Veterinary questions? Ask a Vet for Answers ASAP
Hello, you are through to Dr Linda, a UK based vet.
I'm very sorry to hear Fumi has developed this issue.
Unfortunately, open mouth breathing in cats is a red flag. It tells us they cannot get enough oxygen and is a true emergency. Breathing faster than 30 times a minute is too fast.
As she is also lethargic and off her food, she is likely feeling very unsettled and may be dehydrated.
To stress the seriousness of what is going on, I need to tell you that she is at real risk of passing away if not seen by a vet immediately. She needs oxygen and medicine to help her breathe. This cannot be delayed.
Possible causes for her signs would include heart disease, fluid on the lungs, an infection, asthma etc.
Once stable, the vet will run some tests such as a chest x-ray to determine what specific treatment she would benefit from.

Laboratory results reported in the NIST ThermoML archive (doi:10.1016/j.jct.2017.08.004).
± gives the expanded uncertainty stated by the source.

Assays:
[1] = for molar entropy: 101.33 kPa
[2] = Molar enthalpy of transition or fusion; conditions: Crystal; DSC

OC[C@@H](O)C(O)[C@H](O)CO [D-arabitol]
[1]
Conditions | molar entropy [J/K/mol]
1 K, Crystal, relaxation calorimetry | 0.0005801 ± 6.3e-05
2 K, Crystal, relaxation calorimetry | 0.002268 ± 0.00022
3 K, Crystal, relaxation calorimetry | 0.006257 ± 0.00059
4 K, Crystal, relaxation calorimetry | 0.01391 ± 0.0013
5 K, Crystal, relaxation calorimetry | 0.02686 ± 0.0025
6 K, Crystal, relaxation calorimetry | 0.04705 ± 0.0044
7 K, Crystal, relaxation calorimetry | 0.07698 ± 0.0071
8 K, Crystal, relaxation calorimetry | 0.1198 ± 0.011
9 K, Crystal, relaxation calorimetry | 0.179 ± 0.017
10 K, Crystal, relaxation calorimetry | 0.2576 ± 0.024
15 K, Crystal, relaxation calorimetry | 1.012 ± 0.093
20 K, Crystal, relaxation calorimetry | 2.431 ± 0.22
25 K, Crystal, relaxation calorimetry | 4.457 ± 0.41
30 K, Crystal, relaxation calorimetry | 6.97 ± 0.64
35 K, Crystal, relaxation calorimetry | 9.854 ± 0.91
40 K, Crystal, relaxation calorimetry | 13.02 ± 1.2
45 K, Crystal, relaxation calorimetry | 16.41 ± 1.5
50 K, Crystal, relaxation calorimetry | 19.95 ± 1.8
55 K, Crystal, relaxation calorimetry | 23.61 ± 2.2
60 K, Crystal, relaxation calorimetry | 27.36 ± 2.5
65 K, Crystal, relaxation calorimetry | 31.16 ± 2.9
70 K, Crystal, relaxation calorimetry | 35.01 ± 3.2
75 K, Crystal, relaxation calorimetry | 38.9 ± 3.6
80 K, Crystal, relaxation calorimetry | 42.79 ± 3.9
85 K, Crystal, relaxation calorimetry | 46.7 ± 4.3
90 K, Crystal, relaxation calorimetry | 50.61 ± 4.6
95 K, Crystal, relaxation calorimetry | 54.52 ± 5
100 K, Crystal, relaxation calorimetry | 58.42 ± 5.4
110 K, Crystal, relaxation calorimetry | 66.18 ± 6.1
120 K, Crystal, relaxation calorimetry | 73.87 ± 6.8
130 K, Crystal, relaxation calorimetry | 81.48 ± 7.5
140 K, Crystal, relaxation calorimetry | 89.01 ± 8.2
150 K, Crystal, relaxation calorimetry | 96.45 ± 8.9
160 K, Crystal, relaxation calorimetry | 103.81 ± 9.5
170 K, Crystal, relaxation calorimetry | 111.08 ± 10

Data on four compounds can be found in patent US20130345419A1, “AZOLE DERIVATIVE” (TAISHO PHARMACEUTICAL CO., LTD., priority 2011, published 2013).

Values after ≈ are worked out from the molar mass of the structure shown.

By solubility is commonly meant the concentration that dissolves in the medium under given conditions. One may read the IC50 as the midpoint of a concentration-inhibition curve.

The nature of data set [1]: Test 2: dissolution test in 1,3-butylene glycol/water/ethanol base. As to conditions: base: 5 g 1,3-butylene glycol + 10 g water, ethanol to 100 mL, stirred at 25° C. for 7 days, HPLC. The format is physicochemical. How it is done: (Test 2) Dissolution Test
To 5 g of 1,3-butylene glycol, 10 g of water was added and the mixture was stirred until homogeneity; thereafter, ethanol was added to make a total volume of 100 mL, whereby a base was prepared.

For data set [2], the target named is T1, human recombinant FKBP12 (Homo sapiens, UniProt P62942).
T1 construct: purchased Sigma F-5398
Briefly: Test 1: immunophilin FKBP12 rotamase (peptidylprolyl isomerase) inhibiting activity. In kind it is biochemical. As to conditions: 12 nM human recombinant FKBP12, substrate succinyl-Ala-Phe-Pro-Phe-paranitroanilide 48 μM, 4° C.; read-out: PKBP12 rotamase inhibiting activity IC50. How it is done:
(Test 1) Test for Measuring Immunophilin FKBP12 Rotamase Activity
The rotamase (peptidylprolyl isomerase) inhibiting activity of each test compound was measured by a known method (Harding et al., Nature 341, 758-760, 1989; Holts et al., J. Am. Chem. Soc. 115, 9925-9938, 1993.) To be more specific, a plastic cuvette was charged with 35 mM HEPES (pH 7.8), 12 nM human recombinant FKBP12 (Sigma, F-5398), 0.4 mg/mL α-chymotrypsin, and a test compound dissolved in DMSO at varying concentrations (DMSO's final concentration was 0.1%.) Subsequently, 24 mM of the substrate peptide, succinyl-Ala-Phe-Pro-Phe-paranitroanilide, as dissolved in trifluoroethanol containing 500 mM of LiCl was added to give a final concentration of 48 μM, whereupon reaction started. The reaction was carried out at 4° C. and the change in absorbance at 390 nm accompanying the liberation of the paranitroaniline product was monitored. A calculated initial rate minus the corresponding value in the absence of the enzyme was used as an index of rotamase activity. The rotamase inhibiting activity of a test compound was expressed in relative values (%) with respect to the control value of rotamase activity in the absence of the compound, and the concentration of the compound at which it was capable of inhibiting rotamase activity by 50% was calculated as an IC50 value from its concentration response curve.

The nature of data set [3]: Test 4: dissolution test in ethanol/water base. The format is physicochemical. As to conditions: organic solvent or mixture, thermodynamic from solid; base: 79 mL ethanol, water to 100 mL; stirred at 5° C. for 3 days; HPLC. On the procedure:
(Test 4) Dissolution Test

If you need to the details for your nearest open vet, please send me your postcode.
Is there any option to have Fumi seen at another clinic, perhaps a referral centre or university?
This is not something I would advise waiting on as it is important Fumi gets oxygen and that we diagnose what is going on.
Unfortunately we are very limited at home so the best thing is to seek veterinary assistance as soon as you can.
You need to minimise stress by allowing her to rest in a cool, dark room.
Ensure the air is well ventilated and free of any dust, smoke or cooking fumes.
Offer warm and tempting food such as chicken but do not force feed her.
Give her space and try to minimise handling.
I'm so sorry that she is so unwell and you are in this position.
I do hope this helps and please feel free to check back in and to keep me updated,
Sending Fumi all the very best.
As long as it isn't too cold or too hot, it is fine. I would allow her to rest where she chooses and feels comfortable.
I would call as it is a true emergency and, if they can help her, they will.